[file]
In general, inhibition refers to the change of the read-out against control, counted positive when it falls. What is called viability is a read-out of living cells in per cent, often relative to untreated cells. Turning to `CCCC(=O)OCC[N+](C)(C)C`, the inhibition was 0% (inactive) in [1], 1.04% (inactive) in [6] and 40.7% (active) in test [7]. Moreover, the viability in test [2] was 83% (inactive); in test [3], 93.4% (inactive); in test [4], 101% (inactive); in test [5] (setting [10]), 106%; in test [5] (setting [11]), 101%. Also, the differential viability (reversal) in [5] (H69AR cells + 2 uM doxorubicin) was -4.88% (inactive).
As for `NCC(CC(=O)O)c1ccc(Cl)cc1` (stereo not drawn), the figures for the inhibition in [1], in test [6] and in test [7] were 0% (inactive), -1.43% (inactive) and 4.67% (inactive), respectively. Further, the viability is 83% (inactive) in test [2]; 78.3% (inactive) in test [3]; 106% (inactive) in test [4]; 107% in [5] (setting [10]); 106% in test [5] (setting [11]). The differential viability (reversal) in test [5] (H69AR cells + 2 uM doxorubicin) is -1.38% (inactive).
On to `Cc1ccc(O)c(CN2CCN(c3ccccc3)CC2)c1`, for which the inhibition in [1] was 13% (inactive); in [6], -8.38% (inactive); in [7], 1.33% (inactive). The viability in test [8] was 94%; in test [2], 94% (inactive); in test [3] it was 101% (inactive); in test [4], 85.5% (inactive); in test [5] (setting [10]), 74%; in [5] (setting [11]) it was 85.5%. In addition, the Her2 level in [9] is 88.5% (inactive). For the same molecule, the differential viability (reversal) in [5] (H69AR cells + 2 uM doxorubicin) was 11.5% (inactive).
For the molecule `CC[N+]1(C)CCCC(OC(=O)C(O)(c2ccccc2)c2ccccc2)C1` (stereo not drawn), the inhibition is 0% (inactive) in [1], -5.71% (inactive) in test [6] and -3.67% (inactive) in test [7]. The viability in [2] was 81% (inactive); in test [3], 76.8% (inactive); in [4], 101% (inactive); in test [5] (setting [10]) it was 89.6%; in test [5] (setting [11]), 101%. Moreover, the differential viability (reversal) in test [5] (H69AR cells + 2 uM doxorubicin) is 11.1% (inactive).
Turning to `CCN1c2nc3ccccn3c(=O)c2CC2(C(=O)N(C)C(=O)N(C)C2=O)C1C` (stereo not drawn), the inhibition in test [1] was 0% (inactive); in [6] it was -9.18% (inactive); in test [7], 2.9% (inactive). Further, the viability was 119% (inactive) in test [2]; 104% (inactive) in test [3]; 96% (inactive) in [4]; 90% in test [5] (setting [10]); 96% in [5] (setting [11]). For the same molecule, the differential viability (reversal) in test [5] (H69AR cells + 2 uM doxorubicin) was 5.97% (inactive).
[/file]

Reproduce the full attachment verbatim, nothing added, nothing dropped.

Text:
In general, inhibition refers to the change of the read-out against control, counted positive when it falls. What is called viability is a read-out of living cells in per cent, often relative to untreated cells. Turning to `CCCC(=O)OCC[N+](C)(C)C`, the inhibition was 0% (inactive) in [1], 1.04% (inactive) in [6] and 40.7% (active) in test [7]. Moreover, the viability in test [2] was 83% (inactive); in test [3], 93.4% (inactive); in test [4], 101% (inactive); in test [5] (setting [10]), 106%; in test [5] (setting [11]), 101%. Also, the differential viability (reversal) in [5] (H69AR cells + 2 uM doxorubicin) was -4.88% (inactive).
As for `NCC(CC(=O)O)c1ccc(Cl)cc1` (stereo not drawn), the figures for the inhibition in [1], in test [6] and in test [7] were 0% (inactive), -1.43% (inactive) and 4.67% (inactive), respectively. Further, the viability is 83% (inactive) in test [2]; 78.3% (inactive) in test [3]; 106% (inactive) in test [4]; 107% in [5] (setting [10]); 106% in test [5] (setting [11]). The differential viability (reversal) in test [5] (H69AR cells + 2 uM doxorubicin) is -1.38% (inactive).
On to `Cc1ccc(O)c(CN2CCN(c3ccccc3)CC2)c1`, for which the inhibition in [1] was 13% (inactive); in [6], -8.38% (inactive); in [7], 1.33% (inactive). The viability in test [8] was 94%; in test [2], 94% (inactive); in test [3] it was 101% (inactive); in test [4], 85.5% (inactive); in test [5] (setting [10]), 74%; in [5] (setting [11]) it was 85.5%. In addition, the Her2 level in [9] is 88.5% (inactive). For the same molecule, the differential viability (reversal) in [5] (H69AR cells + 2 uM doxorubicin) was 11.5% (inactive).
For the molecule `CC[N+]1(C)CCCC(OC(=O)C(O)(c2ccccc2)c2ccccc2)C1` (stereo not drawn), the inhibition is 0% (inactive) in [1], -5.71% (inactive) in test [6] and -3.67% (inactive) in test [7]. The viability in [2] was 81% (inactive); in test [3], 76.8% (inactive); in [4], 101% (inactive); in test [5] (setting [10]) it was 89.6%; in test [5] (setting [11]), 101%. Moreover, the differential viability (reversal) in test [5] (H69AR cells + 2 uM doxorubicin) is 11.1% (inactive).
Turning to `CCN1c2nc3ccccn3c(=O)c2CC2(C(=O)N(C)C(=O)N(C)C2=O)C1C` (stereo not drawn), the inhibition in test [1] was 0% (inactive); in [6] it was -9.18% (inactive); in test [7], 2.9% (inactive). Further, the viability was 119% (inactive) in test [2]; 104% (inactive) in test [3]; 96% (inactive) in [4]; 90% in test [5] (setting [10]); 96% in [5] (setting [11]). For the same molecule, the differential viability (reversal) in test [5] (H69AR cells + 2 uM doxorubicin) was 5.97% (inactive).